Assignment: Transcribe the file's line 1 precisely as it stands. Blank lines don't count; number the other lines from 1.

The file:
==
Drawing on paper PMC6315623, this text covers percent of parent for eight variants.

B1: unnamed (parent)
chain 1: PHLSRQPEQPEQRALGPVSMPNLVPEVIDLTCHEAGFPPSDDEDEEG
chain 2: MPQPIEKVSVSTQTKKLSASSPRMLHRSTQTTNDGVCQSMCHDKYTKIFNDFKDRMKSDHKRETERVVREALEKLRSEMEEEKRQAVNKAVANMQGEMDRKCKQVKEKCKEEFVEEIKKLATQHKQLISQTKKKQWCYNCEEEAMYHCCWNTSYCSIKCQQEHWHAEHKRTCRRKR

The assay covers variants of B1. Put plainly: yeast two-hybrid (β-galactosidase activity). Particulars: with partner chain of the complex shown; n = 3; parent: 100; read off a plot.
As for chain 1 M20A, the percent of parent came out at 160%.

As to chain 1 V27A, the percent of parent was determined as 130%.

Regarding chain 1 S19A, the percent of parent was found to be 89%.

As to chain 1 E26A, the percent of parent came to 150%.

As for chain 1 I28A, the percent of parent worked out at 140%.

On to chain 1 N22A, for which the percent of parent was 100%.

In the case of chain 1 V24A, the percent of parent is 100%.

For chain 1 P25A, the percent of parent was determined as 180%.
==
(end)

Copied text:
Drawing on paper PMC6315623, this text covers percent of parent for eight variants.